Last year we finally succeeded in locating C. cursitans (ant-like tiger beetle) in Missouri (left, photo by Chris Brown). Adults are flightless, and at less than 1 cm in length, are among the smallest of North American tiger beetles. The species has been recorded broadly but sporadically between the Appalachians and Great Plains – a distribution that is probably underestimated due to its small size and general resemblance to ants. A significant distributional gap exists between the eastern and Great Plains records, which Ron Huber believes may be indicative of two disjunct forms and potentially two species. Missouri falls within this gap, and although the species has not yet been formally recorded from the state, a single specimen collected in 1991 “nr. Portageville” is deposited in the Enns Entomology Museum, University of Missouri, Columbia. We had made several attempts over the past few years to locate this species by searching what we thought were promising habitats along the Mississippi River near Portageville, but the species was not located until last year, when I relayed this information to Portageville biologist and tiger beetle enthusiast Kent Fothergill. Kent not only located the beetle at the location I suggested, but quickly found another population on a nearby parcel of land managed by the Missouri Department of Conservation. Hurriedly, we visited the first site and observed a few additional individuals at a nearby location just to the south. The bottomland forest habitat within which all of these individuals were observed is fairly extensive along the Mississippi River in the southeastern lowlands of Missouri, but at this point we can only speculate whether C. cursitans occurs throughout this habitat. Other habitats have been reported for this species, including mesic and wet prairies and meadows (Brust et al. 2005). Such habitats are also found in the southeastern lowlands, and while C. cursitans has not been seen through cursory examinations in such areas, it is possible that the small size, cryptic habits, and narrow temporal occurrence of C. cursitans have allowed it to escape detection. Kent will be helping us this season with additional trapping and direct observation at several selected sites along the Mississippi and St. Francois Rivers to determine whether the beetle occurs more broadly in the southeastern lowlands and whether it utilizes these other habitats in addition to bottomland forests.

I would be most interested in any additional reports of these rare tiger beetles in Missouri (contact me at the email address shown in the left sidebar copyright statement). Remember, C. circumpicta johnsonii is critically emperiled in Missouri – please do not collect it.

My Dad

My dad had knee replacement surgery a couple days ago. The surgery went off without a hitch, and he’s doing very well. All signs are that he will bounce back quickly and suffer few, if any, complications. I’ve spent much of the past three days here at the hospital – sometimes providing support and encouragement, other times just keeping him company. He should be released tomorrow, and I’ll spend the rest of the week with him at his house – hopefully he’ll be able to get around okay by then.

Some thirty years ago, my dad got an infection that settled in his left hip. By the time doctors found it and figured out what was going on, his left hip socket had degenerated badly, and the only medical option after cleaning up the infection was a year in a full body cast that resulted in fusion of the socket with the femoral head. This left him with a left leg two inches shorter than his right, a bad limp, and a lifetime of pain medications. His right leg became his ‘good leg’ and his left became the ‘bad.’ Decades of walking with a cane and favoring his bad leg put a lot of pressure on his good leg, and at age 73 his right leg had had enough. Now, his good leg is his bad leg, and his bad leg is, well, still his bad leg. This will add a wrinkle to his recovery, since he won’t have a healthy leg to carry the load while his good leg recovers. But I will be there to help, if needed, and in a few weeks his good leg should be good as new.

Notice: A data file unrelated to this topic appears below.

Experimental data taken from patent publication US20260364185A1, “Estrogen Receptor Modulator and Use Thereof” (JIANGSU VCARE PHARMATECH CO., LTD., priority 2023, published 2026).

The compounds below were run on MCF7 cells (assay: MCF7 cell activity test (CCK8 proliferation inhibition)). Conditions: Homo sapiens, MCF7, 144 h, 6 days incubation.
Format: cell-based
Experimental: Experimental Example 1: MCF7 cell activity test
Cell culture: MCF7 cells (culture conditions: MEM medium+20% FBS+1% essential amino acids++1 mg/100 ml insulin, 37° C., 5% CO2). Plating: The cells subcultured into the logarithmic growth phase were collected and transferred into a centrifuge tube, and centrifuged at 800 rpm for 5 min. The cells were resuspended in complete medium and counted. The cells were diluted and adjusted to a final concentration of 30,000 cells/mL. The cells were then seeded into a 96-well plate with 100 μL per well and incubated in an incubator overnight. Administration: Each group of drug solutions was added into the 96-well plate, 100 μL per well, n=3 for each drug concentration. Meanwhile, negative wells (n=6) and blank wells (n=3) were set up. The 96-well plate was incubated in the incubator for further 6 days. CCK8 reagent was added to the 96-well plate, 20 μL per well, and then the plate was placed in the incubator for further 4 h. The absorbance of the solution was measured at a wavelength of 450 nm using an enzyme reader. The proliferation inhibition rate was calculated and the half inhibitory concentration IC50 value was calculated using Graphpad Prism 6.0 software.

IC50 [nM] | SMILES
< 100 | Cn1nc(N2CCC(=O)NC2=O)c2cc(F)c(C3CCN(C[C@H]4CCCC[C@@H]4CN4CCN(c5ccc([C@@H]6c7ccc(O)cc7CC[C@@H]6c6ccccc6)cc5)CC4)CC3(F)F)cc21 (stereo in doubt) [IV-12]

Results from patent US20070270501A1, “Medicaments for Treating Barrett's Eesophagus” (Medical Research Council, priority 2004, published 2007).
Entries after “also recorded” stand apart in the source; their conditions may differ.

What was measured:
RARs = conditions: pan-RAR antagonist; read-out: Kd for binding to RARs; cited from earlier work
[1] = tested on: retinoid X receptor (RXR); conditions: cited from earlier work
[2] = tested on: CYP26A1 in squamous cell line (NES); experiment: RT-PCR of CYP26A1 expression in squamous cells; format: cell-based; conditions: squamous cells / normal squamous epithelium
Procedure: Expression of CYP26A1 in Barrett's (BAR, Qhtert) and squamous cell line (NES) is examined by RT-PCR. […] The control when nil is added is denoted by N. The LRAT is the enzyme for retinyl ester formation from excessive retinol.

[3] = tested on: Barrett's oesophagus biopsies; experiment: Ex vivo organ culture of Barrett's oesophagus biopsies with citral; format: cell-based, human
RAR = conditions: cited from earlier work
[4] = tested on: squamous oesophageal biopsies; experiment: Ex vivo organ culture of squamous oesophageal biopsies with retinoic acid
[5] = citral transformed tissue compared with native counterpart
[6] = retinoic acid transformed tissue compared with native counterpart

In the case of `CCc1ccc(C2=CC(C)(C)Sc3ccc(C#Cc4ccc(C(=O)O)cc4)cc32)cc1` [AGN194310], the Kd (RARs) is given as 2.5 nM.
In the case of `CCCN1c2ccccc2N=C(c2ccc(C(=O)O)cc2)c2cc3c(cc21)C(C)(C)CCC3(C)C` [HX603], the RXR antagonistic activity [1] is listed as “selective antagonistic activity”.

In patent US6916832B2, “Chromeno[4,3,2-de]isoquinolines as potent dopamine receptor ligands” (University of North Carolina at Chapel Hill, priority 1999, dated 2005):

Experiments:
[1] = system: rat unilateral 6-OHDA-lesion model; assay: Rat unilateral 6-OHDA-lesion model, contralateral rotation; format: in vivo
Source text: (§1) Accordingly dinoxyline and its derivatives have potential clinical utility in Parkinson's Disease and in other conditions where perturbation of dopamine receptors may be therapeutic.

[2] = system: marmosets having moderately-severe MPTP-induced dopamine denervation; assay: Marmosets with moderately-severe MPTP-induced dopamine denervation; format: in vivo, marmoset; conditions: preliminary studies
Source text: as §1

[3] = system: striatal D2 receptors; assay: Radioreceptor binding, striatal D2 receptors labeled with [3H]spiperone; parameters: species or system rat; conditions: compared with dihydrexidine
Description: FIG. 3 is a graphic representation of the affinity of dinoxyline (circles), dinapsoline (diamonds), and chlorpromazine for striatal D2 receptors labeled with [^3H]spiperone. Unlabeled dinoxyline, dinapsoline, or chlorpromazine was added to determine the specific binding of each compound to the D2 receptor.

My dad is not only my dad, but also my best friend. We have a relationship that is based on mutual love and respect, and I don’t know which of us appreciates more what we have with each other. It wasn’t always this way – my dad and I were estranged for 25 years starting when I was 10 years old. My parents married far too young, and each had their own issues – they were but children themselves. Having first me, then my brother and sister, only delayed but could not prevent the inevitable break up that resulted in my fathers absence. I paid a heavy price by not having a father during those crucial, formative years as I finished growing up, but I seem to have turned out okay regardless. It would take many years before I would be ready for something so bold as reconciliation, but maturity and the support of a loving wife eventually made it possible. There were difficult questions to answer, but through it I realized that my father had paid a heavy price as well. Not the selfish irresponsible man I had been taught about, instead I saw a sensitive, deeply introspective man who had lived a life of hard knocks, suffered the consequences, learned from his mistakes and turned his life around.

My dad loves to ride bikes. I do too, but I did not learn the love of cycling from him. My dad is simple yet elegant, with an understated class that people adore. I, too, try to show respect and modesty, but I did not learn these things from my father. We both love classical music (he can live without the metal), listen to NPR, and enjoy humor with more than a touch of irreverance – tastes acquired by each of us before we knew each other. What I have learned from my father during these past 15 years is why I am me – a gift I didn’t know I lacked. I don’t mourn the loss of those 25 years spent without my father, rather I rejoice at the very special relationship that we now have – perhaps possible only because of our separate pasts. My father describes that year in a body cast as the darkest period of his life. I did not know him then, so I could not be there to help him through it. While his recovery from knee replacement will not be near that ordeal, neither will it be easy. But I am here with him, and I know in my heart that whatever difficulties he faces during his recovery, he will look back on this as a small part of the best time of his life.